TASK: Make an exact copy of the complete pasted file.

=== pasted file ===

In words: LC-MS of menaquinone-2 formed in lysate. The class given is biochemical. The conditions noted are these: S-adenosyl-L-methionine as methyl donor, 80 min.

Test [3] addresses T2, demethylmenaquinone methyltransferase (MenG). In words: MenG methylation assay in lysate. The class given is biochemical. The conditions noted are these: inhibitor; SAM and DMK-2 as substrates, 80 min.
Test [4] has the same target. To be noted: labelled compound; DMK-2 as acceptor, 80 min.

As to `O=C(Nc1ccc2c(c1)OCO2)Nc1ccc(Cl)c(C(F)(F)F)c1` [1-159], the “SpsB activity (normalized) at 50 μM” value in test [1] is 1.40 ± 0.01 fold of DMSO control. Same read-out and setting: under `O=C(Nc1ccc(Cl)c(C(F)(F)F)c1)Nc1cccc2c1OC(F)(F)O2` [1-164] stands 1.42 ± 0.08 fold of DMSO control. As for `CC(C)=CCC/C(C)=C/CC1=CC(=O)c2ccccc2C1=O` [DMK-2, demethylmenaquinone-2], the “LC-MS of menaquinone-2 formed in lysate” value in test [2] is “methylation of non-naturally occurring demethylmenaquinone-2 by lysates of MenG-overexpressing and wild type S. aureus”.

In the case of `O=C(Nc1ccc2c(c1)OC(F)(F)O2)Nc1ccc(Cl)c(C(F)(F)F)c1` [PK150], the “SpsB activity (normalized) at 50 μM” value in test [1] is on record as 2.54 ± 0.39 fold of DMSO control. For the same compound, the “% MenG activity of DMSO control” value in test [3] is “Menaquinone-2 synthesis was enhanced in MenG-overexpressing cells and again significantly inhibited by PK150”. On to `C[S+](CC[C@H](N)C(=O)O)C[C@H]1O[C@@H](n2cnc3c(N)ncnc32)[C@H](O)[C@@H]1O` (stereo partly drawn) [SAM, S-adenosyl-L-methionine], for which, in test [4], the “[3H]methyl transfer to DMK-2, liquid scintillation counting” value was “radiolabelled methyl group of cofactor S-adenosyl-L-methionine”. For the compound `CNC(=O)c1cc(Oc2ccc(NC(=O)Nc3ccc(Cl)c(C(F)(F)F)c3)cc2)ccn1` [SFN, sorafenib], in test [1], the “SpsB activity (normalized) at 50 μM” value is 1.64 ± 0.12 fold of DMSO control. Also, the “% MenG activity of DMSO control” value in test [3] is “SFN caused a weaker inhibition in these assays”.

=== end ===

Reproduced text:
In words: LC-MS of menaquinone-2 formed in lysate. The class given is biochemical. The conditions noted are these: S-adenosyl-L-methionine as methyl donor, 80 min.

Test [3] addresses T2, demethylmenaquinone methyltransferase (MenG). In words: MenG methylation assay in lysate. The class given is biochemical. The conditions noted are these: inhibitor; SAM and DMK-2 as substrates, 80 min.
Test [4] has the same target. To be noted: labelled compound; DMK-2 as acceptor, 80 min.

As to `O=C(Nc1ccc2c(c1)OCO2)Nc1ccc(Cl)c(C(F)(F)F)c1` [1-159], the “SpsB activity (normalized) at 50 μM” value in test [1] is 1.40 ± 0.01 fold of DMSO control. Same read-out and setting: under `O=C(Nc1ccc(Cl)c(C(F)(F)F)c1)Nc1cccc2c1OC(F)(F)O2` [1-164] stands 1.42 ± 0.08 fold of DMSO control. As for `CC(C)=CCC/C(C)=C/CC1=CC(=O)c2ccccc2C1=O` [DMK-2, demethylmenaquinone-2], the “LC-MS of menaquinone-2 formed in lysate” value in test [2] is “methylation of non-naturally occurring demethylmenaquinone-2 by lysates of MenG-overexpressing and wild type S. aureus”.

In the case of `O=C(Nc1ccc2c(c1)OC(F)(F)O2)Nc1ccc(Cl)c(C(F)(F)F)c1` [PK150], the “SpsB activity (normalized) at 50 μM” value in test [1] is on record as 2.54 ± 0.39 fold of DMSO control. For the same compound, the “% MenG activity of DMSO control” value in test [3] is “Menaquinone-2 synthesis was enhanced in MenG-overexpressing cells and again significantly inhibited by PK150”. On to `C[S+](CC[C@H](N)C(=O)O)C[C@H]1O[C@@H](n2cnc3c(N)ncnc32)[C@H](O)[C@@H]1O` (stereo partly drawn) [SAM, S-adenosyl-L-methionine], for which, in test [4], the “[3H]methyl transfer to DMK-2, liquid scintillation counting” value was “radiolabelled methyl group of cofactor S-adenosyl-L-methionine”. For the compound `CNC(=O)c1cc(Oc2ccc(NC(=O)Nc3ccc(Cl)c(C(F)(F)F)c3)cc2)ccn1` [SFN, sorafenib], in test [1], the “SpsB activity (normalized) at 50 μM” value is 1.64 ± 0.12 fold of DMSO control. Also, the “% MenG activity of DMSO control” value in test [3] is “SFN caused a weaker inhibition in these assays”.